- UK officials: Radical Islam behind London attack
- Pa. governor "can't find" any Latinos to work in his administration
- London machete attack could be linked to terrorism
Featured Slide Shows
The week in 10 picsclose X
- 1 of 11
Lisa Montgomery embraces her nephew Thursday after a tornado tore apart her home in Cleburne, Texas. The twister killed six people and destroyed entire swaths of the North Texas town.
Credit: AP/LM Otero
Jack McMahon, the defense attorney for abortion doctor Kermit Gosnell, speaks outside the Criminal Justice Center in Philadelphia Tuesday. His client was convicted of killing three babies in his clinic, and will serve multiple life sentences.
Credit: AP/Matt Rourke
A photo taken Monday captures Vice President Joe Biden's response to a Milwaukee second-grader's innovative proposal to end America's epidemic of gun violence. This guy!
Credit: AP/Jenny Aicher
Sen. Rand Paul, R-Ky., flanked by a grouper-eyed Michele Bachmann, addresses the IRS' admission that it targeted Tea Party groups in advance of the 2012 election. In an op-ed for CNN Thursday, the Kentucky senator slammed the president for his faux outrage.
Credit: AP/Molly Riley
Ousted IRS chief Steven Miller is sworn in on Capitol Hill Friday. Miller testified before the House Ways and Means Committee on the extra scrutiny the agency gave conservative groups applying for tax-exempt status.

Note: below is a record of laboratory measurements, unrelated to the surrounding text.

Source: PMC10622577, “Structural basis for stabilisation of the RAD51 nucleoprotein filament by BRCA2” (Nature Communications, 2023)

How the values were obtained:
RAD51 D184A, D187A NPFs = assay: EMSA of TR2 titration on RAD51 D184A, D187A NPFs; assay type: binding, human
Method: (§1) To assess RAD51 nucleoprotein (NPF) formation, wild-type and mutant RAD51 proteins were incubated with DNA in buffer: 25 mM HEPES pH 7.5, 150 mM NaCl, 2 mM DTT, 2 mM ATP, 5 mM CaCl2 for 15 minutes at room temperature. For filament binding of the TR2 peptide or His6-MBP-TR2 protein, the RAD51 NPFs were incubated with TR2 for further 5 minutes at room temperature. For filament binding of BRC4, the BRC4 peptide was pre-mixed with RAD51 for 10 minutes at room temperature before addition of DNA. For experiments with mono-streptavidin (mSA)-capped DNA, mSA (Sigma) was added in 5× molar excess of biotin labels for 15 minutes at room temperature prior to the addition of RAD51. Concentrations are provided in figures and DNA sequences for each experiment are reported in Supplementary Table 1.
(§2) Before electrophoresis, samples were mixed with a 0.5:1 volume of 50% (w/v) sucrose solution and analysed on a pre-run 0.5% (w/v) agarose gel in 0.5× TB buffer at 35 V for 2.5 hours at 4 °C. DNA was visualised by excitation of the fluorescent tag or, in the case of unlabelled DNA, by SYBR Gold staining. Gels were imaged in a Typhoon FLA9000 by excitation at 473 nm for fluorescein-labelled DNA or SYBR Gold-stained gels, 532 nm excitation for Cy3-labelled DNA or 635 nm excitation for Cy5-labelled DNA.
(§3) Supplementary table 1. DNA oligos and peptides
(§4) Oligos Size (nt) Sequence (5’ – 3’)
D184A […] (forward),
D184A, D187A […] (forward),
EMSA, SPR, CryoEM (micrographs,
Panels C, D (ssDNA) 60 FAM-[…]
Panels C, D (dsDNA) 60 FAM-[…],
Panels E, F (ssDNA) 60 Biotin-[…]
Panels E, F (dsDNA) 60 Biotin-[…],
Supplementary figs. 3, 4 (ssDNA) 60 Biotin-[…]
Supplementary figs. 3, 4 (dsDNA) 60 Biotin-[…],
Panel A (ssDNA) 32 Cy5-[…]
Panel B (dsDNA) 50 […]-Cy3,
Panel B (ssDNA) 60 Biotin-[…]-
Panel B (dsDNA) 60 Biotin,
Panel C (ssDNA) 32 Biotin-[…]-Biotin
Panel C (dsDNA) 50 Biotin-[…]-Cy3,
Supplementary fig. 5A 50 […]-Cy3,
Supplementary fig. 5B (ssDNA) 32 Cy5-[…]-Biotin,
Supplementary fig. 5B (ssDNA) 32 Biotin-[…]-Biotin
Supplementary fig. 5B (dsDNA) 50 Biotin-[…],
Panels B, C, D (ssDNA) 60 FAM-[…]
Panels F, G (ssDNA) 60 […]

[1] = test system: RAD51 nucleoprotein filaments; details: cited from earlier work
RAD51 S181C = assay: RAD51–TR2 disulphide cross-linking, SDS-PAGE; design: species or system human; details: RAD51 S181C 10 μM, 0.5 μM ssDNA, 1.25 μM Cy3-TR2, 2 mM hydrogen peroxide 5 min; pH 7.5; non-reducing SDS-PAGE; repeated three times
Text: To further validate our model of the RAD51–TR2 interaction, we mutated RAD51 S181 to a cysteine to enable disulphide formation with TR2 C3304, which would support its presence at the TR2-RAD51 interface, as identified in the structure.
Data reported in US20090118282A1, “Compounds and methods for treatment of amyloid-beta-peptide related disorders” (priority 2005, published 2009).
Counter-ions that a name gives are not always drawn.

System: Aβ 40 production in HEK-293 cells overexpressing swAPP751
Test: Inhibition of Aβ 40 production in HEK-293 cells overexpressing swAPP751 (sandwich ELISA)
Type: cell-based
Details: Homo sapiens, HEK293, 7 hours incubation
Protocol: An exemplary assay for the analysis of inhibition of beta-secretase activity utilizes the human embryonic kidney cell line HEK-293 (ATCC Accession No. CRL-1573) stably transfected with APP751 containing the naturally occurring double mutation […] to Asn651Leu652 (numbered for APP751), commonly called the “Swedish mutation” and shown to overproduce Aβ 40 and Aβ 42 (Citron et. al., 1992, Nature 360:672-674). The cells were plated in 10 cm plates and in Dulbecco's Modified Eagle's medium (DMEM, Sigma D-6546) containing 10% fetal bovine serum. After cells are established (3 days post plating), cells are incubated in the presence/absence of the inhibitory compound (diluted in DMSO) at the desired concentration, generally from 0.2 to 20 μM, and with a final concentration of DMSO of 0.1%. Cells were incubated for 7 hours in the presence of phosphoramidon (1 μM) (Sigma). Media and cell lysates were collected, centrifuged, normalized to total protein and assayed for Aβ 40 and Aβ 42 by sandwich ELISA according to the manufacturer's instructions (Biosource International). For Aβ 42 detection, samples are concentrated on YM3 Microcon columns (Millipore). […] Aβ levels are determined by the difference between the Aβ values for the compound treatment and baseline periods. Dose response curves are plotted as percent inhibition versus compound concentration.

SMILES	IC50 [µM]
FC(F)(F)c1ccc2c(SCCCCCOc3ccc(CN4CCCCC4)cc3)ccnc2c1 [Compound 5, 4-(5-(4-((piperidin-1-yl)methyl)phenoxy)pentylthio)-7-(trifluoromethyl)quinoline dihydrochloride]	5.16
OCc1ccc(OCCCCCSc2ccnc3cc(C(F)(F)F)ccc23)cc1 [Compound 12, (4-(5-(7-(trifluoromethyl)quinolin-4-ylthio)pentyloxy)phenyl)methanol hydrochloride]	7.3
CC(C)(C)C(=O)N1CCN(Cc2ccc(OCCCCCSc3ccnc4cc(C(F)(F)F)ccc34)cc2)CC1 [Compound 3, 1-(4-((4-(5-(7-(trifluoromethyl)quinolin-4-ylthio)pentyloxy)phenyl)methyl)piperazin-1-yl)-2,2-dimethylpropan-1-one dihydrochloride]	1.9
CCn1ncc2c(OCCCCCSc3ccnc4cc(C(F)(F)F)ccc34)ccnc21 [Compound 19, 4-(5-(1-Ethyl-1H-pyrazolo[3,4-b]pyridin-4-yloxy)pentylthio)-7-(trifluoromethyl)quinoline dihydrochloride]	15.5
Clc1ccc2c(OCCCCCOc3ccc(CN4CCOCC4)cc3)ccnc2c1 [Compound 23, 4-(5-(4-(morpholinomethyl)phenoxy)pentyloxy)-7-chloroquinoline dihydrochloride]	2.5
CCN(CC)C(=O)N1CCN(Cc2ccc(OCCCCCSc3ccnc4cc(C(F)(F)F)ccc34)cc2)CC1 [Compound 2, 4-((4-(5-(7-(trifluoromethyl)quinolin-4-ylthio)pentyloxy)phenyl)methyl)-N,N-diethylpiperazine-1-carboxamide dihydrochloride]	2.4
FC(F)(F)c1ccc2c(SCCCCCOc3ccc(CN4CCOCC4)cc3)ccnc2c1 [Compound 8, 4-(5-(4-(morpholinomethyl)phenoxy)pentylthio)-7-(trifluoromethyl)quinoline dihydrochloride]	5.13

Credit: AP/J. Scott Applewhite
Attorney General Eric Holder pauses as he testifies on Capitol Hill before the House Judiciary Committee Wednesday. Holder is under fire, among other things, for the Justice Department's gathering of phone records at the Associated Press.
Credit: AP/Carolyn Kaster
O.J. Simpson sits during an evidentiary hearing at Clark County District Court in Las Vegas, Nev., Thursday. Simpson, who is currently serving a nine-to-33-year sentence in state prison for armed robbery and kidnapping, is using a writ of habeas corpus to seek a new trial.
Credit: AP/Las Vegas Review-Journal/Jeff Scheid
Major Tom to ground control: On Sunday astronaut Chris Hadfield recorded the first music video from space, a cover of David Bowie's "Space Oddity."
Credit: AP/NASA/Chris Hadfield
When it rains it pours. President Barack Obama speaks during a news conference Thursday with Turkish Prime Minister Recep Tayyip Erdogan, inexplicably inspiring an #umbrellagate Twitter meme.
Credit: AP/Jacquelyn Martin
A smoke plume rises high above a road block at the intersection of County A and Ross Road east of Solon Springs, Wis., Tuesday. No injuries were reported, but the the wildfire caused evacuations across northwestern Wisconsin.
Credit: AP/The Duluth News-Tribune/Clint Austin
Recent Slide Shows
- 1 of 11